A hallmark of human cancers is their ability to avoid replicative senescence and achieve cellular immortality. Over 90% of cancers achieve this through re-expression of telomerease reverse transcriptase (TERT). TERT encodes the enzymatic component of the ribonucleoprotein complex telomerase, which extends chromosome ends by adding repetitive sequences called telomeres. TERT is transcriptionally silenced in somatic cells, but remains active in stem cells. Recently, non-coding mutations in the promoter of TERT were described in many cancers, including 83% of glioblastoma (GBM), the most common and deadly adult brain tumor, and 80% of oligodendroglioma. TERT promoter mutations are now considered the third most common mutations in human cancer. These mutations serve to reactivate TERT through creation of a canonical E26 transformation specific (ETS) binding motif for the transcription factor GA binding protein (GABP), which has been demonstrated by our lab to be a necessary factor in TERT reactivation and maintaining cellular immortality. It is unclear if genetic alterations in oncogenic signaling pathways cooperate with TERT promoter mutations to fully reactivate telomerase. Depleting the tetrameric subunit of GABP has been demonstrated to reverse cellular immortality in GBM. However, transcription factors are notoriously difficult to target therapeutically and therefore additional means of reducing GABP transcriptional activity at TERT are needed. Transcription of GABP and other ETS factors is regulated by upstream signaling, and these pathways could be targeted as a means of inhibiting TERT. Thus far, no upstream signaling pathways controlling TERT promoter activity have been described in glioma. Preliminary evidence has revealed two candidate pathways altered in glioma?the tumor-promoting AMPK and the tumor-suppressive CIC, that regulate the mutant TERT promoter. This study aims to delineate the role of this pathways in telomere maintenance and cellular immortality. This research will deepen our understanding of the functional role of non-coding mutations and GABP transcriptional regulation in cancer, and will provide insights into different means of targeting GABP to reverse cellular immortality in GBM. Telomerase has long been an attractive therapeutic option, but attempts to target telomerase have been largely unsuccessful, at least in part due to depletion of TERT expressing stem cells. Understanding how tumor suppressive and tumor promoting signaling pathways coordinate to activate the TERT promoter in a GABP-dependent manner would provide novel therapeutic avenues for reversing cellular immortality in adult glioma in a cancer-specific manner.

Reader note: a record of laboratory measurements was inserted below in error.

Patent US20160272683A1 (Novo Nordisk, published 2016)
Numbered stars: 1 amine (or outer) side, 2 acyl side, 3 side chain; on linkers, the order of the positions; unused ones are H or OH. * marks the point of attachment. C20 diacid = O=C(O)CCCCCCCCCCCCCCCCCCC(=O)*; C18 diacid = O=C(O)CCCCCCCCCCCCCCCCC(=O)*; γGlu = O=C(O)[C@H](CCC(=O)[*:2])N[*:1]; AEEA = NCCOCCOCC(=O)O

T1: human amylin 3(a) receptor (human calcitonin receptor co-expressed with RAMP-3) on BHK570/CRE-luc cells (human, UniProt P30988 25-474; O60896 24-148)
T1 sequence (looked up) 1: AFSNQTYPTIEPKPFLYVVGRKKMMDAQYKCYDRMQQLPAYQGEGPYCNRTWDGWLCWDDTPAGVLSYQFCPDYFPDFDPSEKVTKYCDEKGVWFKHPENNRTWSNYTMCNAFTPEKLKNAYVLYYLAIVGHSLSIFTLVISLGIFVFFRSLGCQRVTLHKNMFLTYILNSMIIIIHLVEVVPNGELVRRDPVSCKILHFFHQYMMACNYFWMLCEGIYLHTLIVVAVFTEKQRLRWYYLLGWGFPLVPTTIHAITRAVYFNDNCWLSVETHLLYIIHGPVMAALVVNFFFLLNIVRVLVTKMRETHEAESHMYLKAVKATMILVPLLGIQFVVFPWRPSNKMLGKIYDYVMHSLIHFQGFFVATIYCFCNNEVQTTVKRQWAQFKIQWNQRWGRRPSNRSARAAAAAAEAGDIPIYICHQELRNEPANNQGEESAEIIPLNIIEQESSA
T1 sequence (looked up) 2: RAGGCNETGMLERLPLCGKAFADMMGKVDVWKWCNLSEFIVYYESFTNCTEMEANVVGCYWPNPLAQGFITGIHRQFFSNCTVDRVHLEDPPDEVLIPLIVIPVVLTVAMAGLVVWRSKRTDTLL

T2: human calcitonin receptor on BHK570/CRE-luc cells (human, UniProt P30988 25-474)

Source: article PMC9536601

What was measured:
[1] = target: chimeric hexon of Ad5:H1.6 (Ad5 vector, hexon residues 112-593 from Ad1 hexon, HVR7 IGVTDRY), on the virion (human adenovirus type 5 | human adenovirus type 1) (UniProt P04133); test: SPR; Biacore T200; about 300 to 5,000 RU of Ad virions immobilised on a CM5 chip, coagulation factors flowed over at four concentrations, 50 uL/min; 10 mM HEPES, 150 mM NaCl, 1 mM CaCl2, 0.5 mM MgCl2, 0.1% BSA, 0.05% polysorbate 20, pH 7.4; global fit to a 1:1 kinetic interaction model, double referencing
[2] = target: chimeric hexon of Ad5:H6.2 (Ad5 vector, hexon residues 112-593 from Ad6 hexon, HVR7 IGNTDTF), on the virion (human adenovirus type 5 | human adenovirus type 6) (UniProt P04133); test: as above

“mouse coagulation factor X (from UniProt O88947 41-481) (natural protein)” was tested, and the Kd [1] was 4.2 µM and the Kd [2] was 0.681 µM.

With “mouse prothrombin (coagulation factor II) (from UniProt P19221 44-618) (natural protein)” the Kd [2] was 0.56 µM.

Public Health Relevance

Primary glioblastoma (GBM) and oligodendroglioma, aggressive forms of adult brain tumors, harbor mutations in the promoter of TERT to enable cellular immortality. We have implicated the tetrameric form of GABP as a necessary transcription factor in facilitating TERT reactivation. In the proposed research, we will investigate how the signaling regulates GABP tetramer activity at the mutant TERT promoter, and identify possible avenues of targeting telomerase in a cancer-specific manner.

National Institute of Health (NIH)
National Cancer Institute (NCI)
Predoctoral Individual National Research Service Award (F31)
Project #
Application #
Study Section
Special Emphasis Panel (ZRG1)
Program Officer
Radaev, Sergey
Project Start
Project End
Budget Start
Budget End
Support Year
Fiscal Year
Total Cost
Indirect Cost
University of California San Francisco
Schools of Medicine
San Francisco
United States
Zip Code